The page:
Form 5405: First-Time Homebuyer Credit And Repayment Of The Credit
What is 'Form 5405: First-Time Homebuyer Credit And Repayment Of The Credit'
Form 5404, First-Time Homebuyer Credit and Repayment of the Credit was a tax form distributed by the Internal Revenue Service (IRS) and used by first-time homeowners or long-time residents of a home to claim a tax credit that was available from April 9, 2008 through July 2010. First-time homebuyers applying for the credit could not have owned another home within three years of the new home purchase, and either the purchase price of the home or the homebuyer's modified adjusted gross income (MAGI) could not exceed a certain threshold. The amount of the credit was the lesser of either a fixed percentage of the home's purchase price or a fixed dollar value.
If the property the credit was received for was sold within 36 months of the purchase date or if the home was no longer the taxpayer's main home, the homeowner was generally responsible for repaying at least part of the credit.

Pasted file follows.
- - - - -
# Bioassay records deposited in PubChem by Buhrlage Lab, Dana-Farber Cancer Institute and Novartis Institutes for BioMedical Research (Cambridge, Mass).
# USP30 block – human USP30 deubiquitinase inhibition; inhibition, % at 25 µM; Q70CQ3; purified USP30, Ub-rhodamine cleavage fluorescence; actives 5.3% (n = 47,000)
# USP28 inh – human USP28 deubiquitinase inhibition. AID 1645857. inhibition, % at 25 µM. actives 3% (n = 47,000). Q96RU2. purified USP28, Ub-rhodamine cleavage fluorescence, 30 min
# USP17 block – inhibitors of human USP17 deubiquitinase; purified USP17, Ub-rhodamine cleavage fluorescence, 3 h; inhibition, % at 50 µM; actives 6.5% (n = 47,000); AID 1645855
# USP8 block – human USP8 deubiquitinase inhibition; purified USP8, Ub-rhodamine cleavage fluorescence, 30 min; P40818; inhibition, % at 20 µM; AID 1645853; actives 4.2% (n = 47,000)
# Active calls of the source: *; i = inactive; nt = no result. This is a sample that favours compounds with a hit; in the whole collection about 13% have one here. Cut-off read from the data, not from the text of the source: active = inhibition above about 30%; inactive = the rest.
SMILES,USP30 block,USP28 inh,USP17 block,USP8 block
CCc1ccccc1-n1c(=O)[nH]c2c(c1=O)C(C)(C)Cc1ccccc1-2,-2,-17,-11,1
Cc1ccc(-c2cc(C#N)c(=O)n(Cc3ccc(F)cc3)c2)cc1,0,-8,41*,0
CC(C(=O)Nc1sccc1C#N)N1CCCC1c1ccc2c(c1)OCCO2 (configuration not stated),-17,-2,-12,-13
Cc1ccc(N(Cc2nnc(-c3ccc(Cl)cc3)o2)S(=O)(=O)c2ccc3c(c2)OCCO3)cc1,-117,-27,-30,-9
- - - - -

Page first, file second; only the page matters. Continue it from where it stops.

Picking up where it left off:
BREAKING DOWN 'Form 5405: First-Time Homebuyer Credit And Repayment Of The Credit'
Form 5405, First-Time Homebuyer Credit and Repayment of the Credit, was the form used by the Internal Revenue Service (IRS) to allow the homebuyer taxpayer to claim a tax credit for a percentage of the purchase price of a new home during the time period from April 9, 2008 through July 1, 2010. When the program began in 2008, the allowable tax credit was 10 percent of the purchase price of the home up to a cap of $7,500, and the cap went up to $8,000 in 2009. Homes with purchase prices of at least $75,000 to $80,000 allowed the homebuyer to claim the full tax credit.
A first-time homebuyer tax credit could provide the tax payer with a refund even if no taxes were owed, as there was no lower limit on income so a person without an income significant enough to be taxed could still buy a home and claim the first-time homebuyer tax credit.
Filing Form 5405
Form 5405 was attached to the homebuyer's tax return, along with a copy of the settlement statement, which is typically the HUD-1 Form. The form contained all parties' names, signatures, the property's address, the purchase date and the purchase price. Some types of homes, such as mobile homes, could use other forms of contracts to demonstrate that the property met requirements for the credit.
Qualified homebuyers who purchased a qualified home but did not claim the tax credit on their 2009 returns were encouraged to file an amended 1040X return with Form 5405 attach to claim their credit.